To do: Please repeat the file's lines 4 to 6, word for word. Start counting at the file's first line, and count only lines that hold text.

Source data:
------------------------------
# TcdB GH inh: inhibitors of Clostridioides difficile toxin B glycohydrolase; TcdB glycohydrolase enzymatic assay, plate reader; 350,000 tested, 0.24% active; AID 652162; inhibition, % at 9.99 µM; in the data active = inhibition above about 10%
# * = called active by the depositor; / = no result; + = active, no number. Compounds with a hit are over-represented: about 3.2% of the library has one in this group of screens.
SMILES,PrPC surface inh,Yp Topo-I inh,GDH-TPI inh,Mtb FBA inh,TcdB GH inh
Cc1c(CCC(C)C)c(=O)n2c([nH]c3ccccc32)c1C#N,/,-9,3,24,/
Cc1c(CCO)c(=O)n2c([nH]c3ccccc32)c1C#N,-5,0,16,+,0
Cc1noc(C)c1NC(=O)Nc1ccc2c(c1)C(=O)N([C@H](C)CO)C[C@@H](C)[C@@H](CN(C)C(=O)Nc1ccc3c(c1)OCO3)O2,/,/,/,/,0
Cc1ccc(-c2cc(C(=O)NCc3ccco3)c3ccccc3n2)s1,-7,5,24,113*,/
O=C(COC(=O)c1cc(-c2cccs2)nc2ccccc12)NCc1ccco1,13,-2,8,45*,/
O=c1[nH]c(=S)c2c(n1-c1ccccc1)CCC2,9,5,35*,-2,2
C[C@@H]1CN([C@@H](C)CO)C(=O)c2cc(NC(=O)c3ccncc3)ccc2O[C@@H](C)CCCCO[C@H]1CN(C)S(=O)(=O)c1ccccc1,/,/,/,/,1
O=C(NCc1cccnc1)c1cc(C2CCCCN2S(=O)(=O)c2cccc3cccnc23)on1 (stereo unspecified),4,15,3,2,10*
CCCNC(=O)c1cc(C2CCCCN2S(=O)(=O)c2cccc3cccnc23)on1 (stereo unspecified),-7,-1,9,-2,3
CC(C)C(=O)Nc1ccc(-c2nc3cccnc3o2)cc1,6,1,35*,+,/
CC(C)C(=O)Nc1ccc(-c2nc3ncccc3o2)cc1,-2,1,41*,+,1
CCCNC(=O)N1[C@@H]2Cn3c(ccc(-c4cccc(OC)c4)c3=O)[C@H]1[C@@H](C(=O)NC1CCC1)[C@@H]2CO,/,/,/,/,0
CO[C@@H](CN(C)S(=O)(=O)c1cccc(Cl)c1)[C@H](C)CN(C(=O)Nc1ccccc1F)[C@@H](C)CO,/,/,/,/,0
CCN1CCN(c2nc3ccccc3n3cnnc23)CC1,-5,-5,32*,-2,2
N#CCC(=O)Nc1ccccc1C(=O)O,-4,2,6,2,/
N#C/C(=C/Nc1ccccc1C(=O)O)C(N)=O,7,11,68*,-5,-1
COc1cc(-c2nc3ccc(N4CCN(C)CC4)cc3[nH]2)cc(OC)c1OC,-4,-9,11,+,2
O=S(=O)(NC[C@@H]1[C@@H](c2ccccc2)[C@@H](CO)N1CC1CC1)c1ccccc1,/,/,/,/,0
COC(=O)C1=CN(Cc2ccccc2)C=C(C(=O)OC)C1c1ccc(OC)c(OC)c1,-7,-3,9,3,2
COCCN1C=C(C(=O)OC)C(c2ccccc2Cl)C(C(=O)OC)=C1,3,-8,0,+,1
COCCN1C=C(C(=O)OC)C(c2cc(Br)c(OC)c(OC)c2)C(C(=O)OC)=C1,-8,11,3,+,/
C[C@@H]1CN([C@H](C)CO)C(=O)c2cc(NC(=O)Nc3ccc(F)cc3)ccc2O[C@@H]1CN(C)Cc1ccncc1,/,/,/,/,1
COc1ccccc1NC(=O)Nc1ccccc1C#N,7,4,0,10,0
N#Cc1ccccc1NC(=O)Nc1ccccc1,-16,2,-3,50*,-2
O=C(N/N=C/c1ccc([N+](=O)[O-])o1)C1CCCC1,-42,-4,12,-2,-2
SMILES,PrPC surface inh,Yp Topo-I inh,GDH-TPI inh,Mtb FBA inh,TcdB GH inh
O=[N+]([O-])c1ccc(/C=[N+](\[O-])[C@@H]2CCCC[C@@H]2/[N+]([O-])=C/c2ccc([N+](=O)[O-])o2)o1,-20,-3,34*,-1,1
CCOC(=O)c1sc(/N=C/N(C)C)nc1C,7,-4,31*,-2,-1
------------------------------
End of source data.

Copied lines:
Cc1c(CCC(C)C)c(=O)n2c([nH]c3ccccc32)c1C#N,/,-9,3,24,/
Cc1c(CCO)c(=O)n2c([nH]c3ccccc32)c1C#N,-5,0,16,+,0
Cc1noc(C)c1NC(=O)Nc1ccc2c(c1)C(=O)N([C@H](C)CO)C[C@@H](C)[C@@H](CN(C)C(=O)Nc1ccc3c(c1)OCO3)O2,/,/,/,/,0